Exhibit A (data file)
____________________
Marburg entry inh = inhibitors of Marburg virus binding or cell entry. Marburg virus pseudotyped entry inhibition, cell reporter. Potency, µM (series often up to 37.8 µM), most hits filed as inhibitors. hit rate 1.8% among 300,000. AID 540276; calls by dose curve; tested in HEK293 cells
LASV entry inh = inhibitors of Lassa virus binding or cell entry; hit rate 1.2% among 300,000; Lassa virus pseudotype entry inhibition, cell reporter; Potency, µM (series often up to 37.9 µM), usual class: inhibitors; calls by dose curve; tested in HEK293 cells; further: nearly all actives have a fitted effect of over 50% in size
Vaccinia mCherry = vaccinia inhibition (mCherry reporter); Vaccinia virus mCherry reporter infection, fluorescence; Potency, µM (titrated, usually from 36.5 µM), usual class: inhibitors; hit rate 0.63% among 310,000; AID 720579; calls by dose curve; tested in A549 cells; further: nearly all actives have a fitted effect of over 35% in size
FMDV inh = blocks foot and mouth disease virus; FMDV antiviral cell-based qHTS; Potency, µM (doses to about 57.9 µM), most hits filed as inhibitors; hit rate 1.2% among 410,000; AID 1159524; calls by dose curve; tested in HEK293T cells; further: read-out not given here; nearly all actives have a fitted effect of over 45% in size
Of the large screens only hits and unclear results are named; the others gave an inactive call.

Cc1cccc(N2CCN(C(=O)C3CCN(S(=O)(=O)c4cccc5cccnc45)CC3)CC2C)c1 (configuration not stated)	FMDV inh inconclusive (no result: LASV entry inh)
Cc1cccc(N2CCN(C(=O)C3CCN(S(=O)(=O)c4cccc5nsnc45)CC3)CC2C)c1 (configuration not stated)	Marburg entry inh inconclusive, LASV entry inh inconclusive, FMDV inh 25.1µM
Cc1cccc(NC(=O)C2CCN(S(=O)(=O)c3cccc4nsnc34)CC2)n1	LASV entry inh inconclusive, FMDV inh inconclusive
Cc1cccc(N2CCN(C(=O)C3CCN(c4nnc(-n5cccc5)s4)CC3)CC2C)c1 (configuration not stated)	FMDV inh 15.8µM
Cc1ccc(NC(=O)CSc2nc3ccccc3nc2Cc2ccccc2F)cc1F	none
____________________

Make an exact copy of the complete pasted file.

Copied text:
Marburg entry inh = inhibitors of Marburg virus binding or cell entry. Marburg virus pseudotyped entry inhibition, cell reporter. Potency, µM (series often up to 37.8 µM), most hits filed as inhibitors. hit rate 1.8% among 300,000. AID 540276; calls by dose curve; tested in HEK293 cells
LASV entry inh = inhibitors of Lassa virus binding or cell entry; hit rate 1.2% among 300,000; Lassa virus pseudotype entry inhibition, cell reporter; Potency, µM (series often up to 37.9 µM), usual class: inhibitors; calls by dose curve; tested in HEK293 cells; further: nearly all actives have a fitted effect of over 50% in size
Vaccinia mCherry = vaccinia inhibition (mCherry reporter); Vaccinia virus mCherry reporter infection, fluorescence; Potency, µM (titrated, usually from 36.5 µM), usual class: inhibitors; hit rate 0.63% among 310,000; AID 720579; calls by dose curve; tested in A549 cells; further: nearly all actives have a fitted effect of over 35% in size
FMDV inh = blocks foot and mouth disease virus; FMDV antiviral cell-based qHTS; Potency, µM (doses to about 57.9 µM), most hits filed as inhibitors; hit rate 1.2% among 410,000; AID 1159524; calls by dose curve; tested in HEK293T cells; further: read-out not given here; nearly all actives have a fitted effect of over 45% in size
Of the large screens only hits and unclear results are named; the others gave an inactive call.

Cc1cccc(N2CCN(C(=O)C3CCN(S(=O)(=O)c4cccc5cccnc45)CC3)CC2C)c1 (configuration not stated)	FMDV inh inconclusive (no result: LASV entry inh)
Cc1cccc(N2CCN(C(=O)C3CCN(S(=O)(=O)c4cccc5nsnc45)CC3)CC2C)c1 (configuration not stated)	Marburg entry inh inconclusive, LASV entry inh inconclusive, FMDV inh 25.1µM
Cc1cccc(NC(=O)C2CCN(S(=O)(=O)c3cccc4nsnc34)CC2)n1	LASV entry inh inconclusive, FMDV inh inconclusive
Cc1cccc(N2CCN(C(=O)C3CCN(c4nnc(-n5cccc5)s4)CC3)CC2C)c1 (configuration not stated)	FMDV inh 15.8µM
Cc1ccc(NC(=O)CSc2nc3ccccc3nc2Cc2ccccc2F)cc1F	none